Also EU officials Jean-Claude Juncker and Donald Tusk congratulated Pendarovski, reaffirming the European Union’s unequivocal commitment to the European perspective of the Western Balkans. “As the accession process is merit-driven and based on thorough reform in each partner, we encourage you to pursue North Macedonia’s path of real and sustained reform. You can count on our absolute support for your efforts”, Juncker and Tusk said in the note.

The U.S. Department of State congratulated Pendarovski in a letter praising the elections as peaceful and competitive and acknowledging the outcome as representing the will of the people.

“The United States is a strong partner of North Macedonia. We look forward to working with President-elect Pendarovski, the government, and all political parties as North Macedonia prepares to become the 30th member of the NATO Alliance and advances its future in the EU”.

Lesson learned

More important than the results are the lessons that political elite said they learned out of these election rounds, and one of the main issues that need to be tackled is the low turnout. One of the easiest fixes is to abolish the turnout threshold in the second round of the elections, as recommended by the Venice Commission and international observers. However, a more radical solution is needed. The electorate's passivity is the direct result of bad government by the previous elites and failed promises by the present one.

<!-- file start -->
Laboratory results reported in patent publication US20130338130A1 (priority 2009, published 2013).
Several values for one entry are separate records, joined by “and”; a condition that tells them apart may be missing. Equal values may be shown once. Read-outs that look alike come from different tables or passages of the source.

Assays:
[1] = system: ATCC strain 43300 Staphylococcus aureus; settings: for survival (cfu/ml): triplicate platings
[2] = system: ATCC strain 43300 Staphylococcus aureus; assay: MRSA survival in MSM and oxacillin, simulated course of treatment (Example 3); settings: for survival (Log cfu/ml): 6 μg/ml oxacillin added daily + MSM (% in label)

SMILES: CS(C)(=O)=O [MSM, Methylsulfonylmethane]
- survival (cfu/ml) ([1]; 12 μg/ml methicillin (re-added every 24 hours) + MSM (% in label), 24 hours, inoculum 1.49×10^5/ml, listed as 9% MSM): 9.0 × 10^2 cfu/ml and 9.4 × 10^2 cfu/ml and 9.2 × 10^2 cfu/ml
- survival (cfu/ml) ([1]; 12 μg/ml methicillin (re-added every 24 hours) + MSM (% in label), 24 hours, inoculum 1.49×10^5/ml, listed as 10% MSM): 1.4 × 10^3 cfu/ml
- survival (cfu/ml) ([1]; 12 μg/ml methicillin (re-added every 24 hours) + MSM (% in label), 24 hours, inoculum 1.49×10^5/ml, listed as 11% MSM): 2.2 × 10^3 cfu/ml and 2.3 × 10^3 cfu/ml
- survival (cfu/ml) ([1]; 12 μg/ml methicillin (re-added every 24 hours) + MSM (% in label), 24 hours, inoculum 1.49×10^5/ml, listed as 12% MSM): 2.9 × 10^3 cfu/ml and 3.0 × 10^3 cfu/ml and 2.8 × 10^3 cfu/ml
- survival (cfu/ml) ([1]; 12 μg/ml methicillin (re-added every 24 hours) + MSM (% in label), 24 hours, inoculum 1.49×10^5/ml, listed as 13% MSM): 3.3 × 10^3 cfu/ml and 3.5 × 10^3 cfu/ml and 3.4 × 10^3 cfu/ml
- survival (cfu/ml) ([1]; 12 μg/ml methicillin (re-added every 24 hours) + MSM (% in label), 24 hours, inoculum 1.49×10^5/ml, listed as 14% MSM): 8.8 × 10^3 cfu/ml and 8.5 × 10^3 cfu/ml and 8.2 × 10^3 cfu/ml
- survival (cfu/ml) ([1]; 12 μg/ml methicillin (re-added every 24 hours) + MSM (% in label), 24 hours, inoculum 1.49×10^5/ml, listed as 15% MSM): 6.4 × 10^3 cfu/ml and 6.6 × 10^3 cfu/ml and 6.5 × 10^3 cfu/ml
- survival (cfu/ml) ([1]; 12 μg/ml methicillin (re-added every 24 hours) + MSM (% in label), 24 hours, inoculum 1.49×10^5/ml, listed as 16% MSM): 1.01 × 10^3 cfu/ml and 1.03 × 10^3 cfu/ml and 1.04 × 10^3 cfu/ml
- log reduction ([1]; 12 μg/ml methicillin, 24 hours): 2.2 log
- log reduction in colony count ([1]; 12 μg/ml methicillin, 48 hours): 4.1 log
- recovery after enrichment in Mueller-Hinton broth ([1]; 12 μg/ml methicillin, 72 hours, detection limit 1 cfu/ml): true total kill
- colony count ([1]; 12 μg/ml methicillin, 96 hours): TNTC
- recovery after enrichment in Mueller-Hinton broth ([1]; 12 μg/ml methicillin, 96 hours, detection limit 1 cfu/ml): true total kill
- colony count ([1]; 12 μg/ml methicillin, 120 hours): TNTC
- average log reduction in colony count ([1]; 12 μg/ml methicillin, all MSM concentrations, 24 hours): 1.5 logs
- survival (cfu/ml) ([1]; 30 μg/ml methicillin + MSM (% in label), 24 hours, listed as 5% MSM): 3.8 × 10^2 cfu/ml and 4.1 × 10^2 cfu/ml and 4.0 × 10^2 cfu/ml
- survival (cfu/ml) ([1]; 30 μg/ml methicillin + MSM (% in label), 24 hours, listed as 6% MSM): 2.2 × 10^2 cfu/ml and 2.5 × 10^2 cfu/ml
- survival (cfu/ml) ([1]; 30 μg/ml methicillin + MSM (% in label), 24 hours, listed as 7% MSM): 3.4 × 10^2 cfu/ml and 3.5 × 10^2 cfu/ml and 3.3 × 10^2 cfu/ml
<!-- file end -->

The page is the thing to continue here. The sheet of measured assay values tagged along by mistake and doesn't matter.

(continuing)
After the tie between Pendarovski and Siljanovska-Davkova in the first round, Prime Minister Zoran Zaev announced a government reshuffle. After successfully closing the Prespa Agreement, the government is out of excuses for not delivering on its promises of justice and prosperity – even more so now that the SDSM has controls the government, the vast majority of local municipalities, and the President's post.

“Today I start evaluations”, Zaev continued, “in collaboration with my closest associates, because this is my primary concern.” Officeholders will step down from positions within the Ministries, public enterprises, and state-owned stock companies, but also within SDSM, Zaev said. “We intend to do this as quickly as possible because it’s time to get down to work”, he added. “The country has a President, wind at its back, and what we have to do is change certain management structures, and certain officeholders who’ve shown weakness”.

Clearly, Zaev is out of excuses. If he does not deliver what he promised, then in 2020, on the next regular parliamentary elections, VMRO-DPMNE will probably win. However, the EU also needs to deliver; the country is still waiting for the promised date for the start of the negotiations. North Macedonia delivered good-neighbourly relations and European-standard elections. Now, it is time for the EU partners to deliver what they promised. Time is running out.